Emerging Cyber Threats: 2012

A new report presented by the Georgia Tech Information Security Center (GTISC) in conjunction with the Georgia Tech Research Institute (GTRI) has revealed the top cyber threats of 2011, and what they think are the emerging cyber threats of 2012. With 2011 being a year that saw cyber attacks with an unprecedented sophistication and reach, preparing for 2012 is that more important for businesses and individuals alike.

These cyber attacks not only affect computers belonging to government or private interests, but they also affect the ordinary citizen as well. The Georgia Tech annual summit, which was held on October 11, provided a chance for security experts from the various sectors most affected by these attacks — industry, academia and the government — to discuss possible strategies to deal with the potential cyber attacks.

Below are four areas discussed at the conference and the highlights of each:

Mobile Threat Vector

  • Applications related to mobile devices, such as phones and tablets, rely more and more on the Web browser, which has its own inherent security challenges.
  • Threats targeting mobile devices can be expected to increase through such mediums as SMS, e-mail and Web browsers. What’s worse, once these attacks are launched, they will silently record and steal your data.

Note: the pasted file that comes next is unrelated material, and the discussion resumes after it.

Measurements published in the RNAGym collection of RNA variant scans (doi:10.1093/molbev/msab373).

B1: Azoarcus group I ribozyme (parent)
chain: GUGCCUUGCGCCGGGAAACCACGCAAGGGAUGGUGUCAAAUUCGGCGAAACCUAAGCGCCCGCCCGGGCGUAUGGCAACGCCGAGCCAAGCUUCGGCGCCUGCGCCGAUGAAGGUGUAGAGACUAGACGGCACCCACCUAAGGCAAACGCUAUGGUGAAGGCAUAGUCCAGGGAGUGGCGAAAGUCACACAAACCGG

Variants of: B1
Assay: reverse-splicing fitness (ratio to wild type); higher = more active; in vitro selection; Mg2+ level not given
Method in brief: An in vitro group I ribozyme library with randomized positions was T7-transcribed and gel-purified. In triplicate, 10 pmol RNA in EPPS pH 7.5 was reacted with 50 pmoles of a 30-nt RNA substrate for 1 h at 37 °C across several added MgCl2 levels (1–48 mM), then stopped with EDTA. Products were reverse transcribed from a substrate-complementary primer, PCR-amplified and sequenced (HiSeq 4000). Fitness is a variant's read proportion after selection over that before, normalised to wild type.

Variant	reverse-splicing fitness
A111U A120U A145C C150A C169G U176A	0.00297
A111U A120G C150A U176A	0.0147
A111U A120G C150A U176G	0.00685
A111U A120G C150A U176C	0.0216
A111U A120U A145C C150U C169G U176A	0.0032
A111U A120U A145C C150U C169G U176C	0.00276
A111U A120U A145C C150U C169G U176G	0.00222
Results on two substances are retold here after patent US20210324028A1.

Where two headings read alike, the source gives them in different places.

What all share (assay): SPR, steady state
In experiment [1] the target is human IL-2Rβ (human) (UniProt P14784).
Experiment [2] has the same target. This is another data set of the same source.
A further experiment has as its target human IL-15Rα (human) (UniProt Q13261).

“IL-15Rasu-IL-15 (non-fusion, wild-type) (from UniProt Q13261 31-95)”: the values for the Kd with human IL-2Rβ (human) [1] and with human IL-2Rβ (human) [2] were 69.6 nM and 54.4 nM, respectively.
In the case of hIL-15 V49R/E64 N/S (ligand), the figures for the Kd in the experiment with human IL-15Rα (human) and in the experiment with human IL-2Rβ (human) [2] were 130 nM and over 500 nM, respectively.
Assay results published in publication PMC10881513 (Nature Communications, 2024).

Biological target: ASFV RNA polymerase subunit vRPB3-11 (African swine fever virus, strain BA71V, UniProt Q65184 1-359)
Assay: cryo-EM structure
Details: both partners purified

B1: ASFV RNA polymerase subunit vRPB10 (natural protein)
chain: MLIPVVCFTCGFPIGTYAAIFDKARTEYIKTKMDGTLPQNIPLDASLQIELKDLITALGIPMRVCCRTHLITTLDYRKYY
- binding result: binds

• Like USB flashdrives, which are known for their malware-spreading capabilities, mobile phones are becoming a new direction from which cyber attacks can be directed at otherwise-protected systems.
  • Encrypting and encapsulating the more sensitive areas of a mobile device can strengthen its security overall.

Botnets

  • The controllers of botnets gather massive amounts of information on their targets and then sell that data to the highest bidder.
  • Another lucrative avenue that has opened for botnet operators is in the area of providing information on already compromised targets, including information such as type of OS, applications running, and other such system information. In this way, attacks can be planned more stealthily to take advantage of this information.
  • By borrowing techniques from Black Hat SEO new ways of deceiving current botnet defenses have become available.

Controlling Information Online

  • Researchers are trying to decide if personalizing the online persona, such as for age, ethnicity, location, etc., is a form of censorship.
  • Cyber attackers are optimizing their malicious sites so that they will rank high in search engine queries online.
  • The overall trust model of the Internet is being exposed through the trend in compromised certificate authorities.

Advanced Persistent Threats

  • By using advanced persistent threats, which change and adapt to the security measures presented, attackers are able to achieve their goals.
  • Old areas of major vulnerability are still present: human error, weak passwords, and lack of user education.
  • With the advent of cloud computing, whole new avenues of attack are opened up, potentially allowing cyber attacks to affect everyone on that particular server.
  • Increasingly, it has been found that the perimeter defenses at the Internet entry/exit points are no match for the advanced persistent threats of cyber attacks.

For more information about the Georgia Tech Information Security Center report, visit: http://www.gtisc.gatech.edu/doc/emerging_cyber_threats_report2012.pdf


 
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